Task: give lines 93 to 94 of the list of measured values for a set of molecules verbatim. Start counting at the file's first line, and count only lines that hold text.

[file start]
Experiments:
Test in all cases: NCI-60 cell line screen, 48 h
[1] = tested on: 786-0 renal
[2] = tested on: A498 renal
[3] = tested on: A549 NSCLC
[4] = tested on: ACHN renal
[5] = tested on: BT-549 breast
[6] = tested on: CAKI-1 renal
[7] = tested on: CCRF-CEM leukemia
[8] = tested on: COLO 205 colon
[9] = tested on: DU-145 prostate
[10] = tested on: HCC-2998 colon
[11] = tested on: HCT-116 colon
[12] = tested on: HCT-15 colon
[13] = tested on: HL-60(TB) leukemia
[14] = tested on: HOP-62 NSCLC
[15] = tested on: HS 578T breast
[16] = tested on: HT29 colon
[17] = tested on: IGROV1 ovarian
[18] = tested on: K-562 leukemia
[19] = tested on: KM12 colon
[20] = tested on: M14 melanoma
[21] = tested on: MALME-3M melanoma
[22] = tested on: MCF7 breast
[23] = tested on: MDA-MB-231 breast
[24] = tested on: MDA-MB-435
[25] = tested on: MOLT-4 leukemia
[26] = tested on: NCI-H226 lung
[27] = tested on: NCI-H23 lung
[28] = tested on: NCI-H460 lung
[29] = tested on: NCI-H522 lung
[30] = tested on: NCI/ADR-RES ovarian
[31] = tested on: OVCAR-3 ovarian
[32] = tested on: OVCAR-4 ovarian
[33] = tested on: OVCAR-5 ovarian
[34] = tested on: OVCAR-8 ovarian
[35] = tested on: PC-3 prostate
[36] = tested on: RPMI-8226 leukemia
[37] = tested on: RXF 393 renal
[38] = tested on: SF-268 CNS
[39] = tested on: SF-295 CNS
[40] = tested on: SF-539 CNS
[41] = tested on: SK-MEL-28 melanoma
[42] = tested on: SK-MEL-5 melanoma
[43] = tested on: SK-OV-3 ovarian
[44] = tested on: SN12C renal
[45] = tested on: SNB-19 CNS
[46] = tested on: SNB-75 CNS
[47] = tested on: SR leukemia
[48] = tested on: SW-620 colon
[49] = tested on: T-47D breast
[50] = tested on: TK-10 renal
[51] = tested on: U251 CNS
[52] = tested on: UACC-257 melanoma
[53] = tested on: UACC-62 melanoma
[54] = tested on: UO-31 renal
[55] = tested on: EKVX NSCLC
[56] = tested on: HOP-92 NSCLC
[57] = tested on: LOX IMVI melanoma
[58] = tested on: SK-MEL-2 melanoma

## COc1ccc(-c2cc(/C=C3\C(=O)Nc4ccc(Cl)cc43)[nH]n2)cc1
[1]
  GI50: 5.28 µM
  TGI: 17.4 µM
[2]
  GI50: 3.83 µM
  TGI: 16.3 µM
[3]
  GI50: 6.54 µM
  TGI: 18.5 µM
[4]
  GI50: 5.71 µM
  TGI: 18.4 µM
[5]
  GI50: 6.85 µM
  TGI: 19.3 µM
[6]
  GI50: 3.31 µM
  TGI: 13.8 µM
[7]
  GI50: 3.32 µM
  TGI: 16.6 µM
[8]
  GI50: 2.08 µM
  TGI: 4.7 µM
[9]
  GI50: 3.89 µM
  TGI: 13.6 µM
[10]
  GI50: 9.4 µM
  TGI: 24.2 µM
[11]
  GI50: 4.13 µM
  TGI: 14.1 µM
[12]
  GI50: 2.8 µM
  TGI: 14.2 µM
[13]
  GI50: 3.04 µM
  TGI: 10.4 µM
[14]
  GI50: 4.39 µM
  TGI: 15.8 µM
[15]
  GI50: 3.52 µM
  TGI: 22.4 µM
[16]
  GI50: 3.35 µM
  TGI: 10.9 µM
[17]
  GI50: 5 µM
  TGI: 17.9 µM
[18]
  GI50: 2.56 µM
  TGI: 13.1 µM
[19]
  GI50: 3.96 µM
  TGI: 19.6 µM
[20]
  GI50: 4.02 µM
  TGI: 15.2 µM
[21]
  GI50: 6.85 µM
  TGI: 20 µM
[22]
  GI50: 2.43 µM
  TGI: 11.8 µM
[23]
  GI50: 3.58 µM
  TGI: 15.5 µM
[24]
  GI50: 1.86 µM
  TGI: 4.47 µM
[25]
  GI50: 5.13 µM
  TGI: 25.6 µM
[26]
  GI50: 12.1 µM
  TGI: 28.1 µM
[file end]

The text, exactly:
  GI50: 4.13 µM
  TGI: 14.1 µM